Subway guards, the early-20th-century forerunner of today's platform controllers, were posted at busy stations the last time the system had this many riders, during the Great Depression and World War II era. That role, The New York Times noted in 1930, required the skills of "a football player, a head usher, a stage director, pugilist, circus barker and a sardine packer."
That year, the city's health commissioner criticized the "indecency of present overcrowding" and warned of protecting riders from contagious diseases. A video from the New York Transit Museum's archive shows subway riders scrambling onto crowded trains in the 1940s.
Another big city currently grappling with huge crowds is London, and there the Tube has taken drastic measures: Stations simply close when they get too crowded. The busy Oxford Circus station in that city's West End was closed more than 100 times over the course of one year, officials said, leaving hordes of riders to mill about at street level.
It is difficult to imagine New Yorkers patiently waiting at roped-off subway entrances.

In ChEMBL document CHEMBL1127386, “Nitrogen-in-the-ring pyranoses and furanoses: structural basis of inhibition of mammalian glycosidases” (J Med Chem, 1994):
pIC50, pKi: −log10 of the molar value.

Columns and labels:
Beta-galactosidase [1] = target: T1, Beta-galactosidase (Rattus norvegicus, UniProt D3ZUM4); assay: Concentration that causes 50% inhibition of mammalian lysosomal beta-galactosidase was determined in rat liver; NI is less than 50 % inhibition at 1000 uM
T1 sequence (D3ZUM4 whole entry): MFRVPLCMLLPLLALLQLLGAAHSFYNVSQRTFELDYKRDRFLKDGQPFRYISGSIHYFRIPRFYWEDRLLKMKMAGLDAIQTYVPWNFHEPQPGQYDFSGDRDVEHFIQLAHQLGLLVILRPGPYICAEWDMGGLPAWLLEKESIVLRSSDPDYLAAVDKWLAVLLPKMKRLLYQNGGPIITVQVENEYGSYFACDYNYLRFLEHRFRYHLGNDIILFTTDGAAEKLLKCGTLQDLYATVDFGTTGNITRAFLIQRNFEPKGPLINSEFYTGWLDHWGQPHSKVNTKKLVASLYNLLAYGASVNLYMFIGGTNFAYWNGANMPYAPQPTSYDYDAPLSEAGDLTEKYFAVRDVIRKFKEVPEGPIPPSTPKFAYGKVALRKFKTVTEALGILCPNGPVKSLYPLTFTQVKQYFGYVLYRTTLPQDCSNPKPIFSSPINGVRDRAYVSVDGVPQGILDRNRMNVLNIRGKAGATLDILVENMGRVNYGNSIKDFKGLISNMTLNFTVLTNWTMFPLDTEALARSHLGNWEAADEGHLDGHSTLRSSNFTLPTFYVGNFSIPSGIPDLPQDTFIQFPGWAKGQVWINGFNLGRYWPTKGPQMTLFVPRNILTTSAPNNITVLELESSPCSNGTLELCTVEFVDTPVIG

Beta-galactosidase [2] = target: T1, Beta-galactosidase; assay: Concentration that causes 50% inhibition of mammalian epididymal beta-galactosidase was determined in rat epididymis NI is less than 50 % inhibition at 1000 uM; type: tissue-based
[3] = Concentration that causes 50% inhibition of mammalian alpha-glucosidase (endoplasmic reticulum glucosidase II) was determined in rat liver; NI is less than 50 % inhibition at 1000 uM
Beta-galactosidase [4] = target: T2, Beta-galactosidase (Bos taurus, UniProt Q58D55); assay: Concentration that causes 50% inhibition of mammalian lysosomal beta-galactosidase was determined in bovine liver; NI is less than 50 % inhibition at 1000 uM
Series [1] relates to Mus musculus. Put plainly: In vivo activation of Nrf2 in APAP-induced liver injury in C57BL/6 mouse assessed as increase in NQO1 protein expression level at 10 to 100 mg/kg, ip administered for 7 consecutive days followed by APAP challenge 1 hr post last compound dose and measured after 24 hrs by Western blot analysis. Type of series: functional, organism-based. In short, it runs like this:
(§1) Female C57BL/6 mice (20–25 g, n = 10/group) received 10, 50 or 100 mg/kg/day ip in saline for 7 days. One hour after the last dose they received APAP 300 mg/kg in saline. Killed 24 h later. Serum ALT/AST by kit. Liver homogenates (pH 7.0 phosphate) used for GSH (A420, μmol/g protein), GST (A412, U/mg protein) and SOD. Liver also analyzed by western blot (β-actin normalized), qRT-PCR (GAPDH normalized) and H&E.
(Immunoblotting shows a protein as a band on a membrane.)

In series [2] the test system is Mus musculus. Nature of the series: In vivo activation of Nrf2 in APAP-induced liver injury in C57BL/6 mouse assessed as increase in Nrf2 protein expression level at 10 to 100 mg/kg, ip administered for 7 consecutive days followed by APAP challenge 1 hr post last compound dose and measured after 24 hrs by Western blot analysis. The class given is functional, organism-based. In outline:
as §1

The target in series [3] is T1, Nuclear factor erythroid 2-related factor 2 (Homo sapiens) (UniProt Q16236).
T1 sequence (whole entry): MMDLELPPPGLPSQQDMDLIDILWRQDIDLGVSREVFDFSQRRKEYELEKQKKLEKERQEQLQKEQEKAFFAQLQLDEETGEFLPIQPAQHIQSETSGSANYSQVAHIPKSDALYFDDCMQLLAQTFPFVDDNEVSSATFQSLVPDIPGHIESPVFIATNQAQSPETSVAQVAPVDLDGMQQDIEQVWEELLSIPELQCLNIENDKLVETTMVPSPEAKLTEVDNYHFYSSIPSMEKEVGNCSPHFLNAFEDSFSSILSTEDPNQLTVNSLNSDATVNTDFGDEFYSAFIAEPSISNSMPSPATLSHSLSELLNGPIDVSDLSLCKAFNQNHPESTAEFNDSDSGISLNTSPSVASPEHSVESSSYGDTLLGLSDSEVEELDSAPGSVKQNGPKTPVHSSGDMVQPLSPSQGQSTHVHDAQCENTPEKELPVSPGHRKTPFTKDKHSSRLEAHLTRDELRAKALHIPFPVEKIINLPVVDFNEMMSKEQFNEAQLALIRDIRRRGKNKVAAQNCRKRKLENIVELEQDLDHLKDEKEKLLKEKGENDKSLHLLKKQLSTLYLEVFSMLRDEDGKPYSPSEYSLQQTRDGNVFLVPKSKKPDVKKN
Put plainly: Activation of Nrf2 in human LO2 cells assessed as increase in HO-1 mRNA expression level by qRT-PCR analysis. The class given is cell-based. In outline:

Kevin Ortiz, a spokesman for the authority, said such restrictions were not necessary in New York City — at least for now.
"At this point, we don't feel there are any current safety issues associated with overcrowding, but it's something we will continue to monitor as ridership grows," Mr. Ortiz said.
The authority has weighed several proposals, including buying trains with open pathways between cars that can carry more riders and installing platform safety doors, like those on the AirTrain at Kennedy International Airport, to serve as a barrier to keep riders from falling onto the tracks.
Brussard Alston, a train operator for nearly two decades who has worked on the C line, said operators were instructed to approach crowded stations slowly, at about 10 miles per hour.
"When you're bringing the train into the station and you see the station is packed, you always have that on your mind — the possibility that somebody could be pushed or someone could fall or trip or faint," Mr. Alston said.
At the 86th Street station, riders stood away from the platform edge because of such concerns. Parents with young children held on extra tight.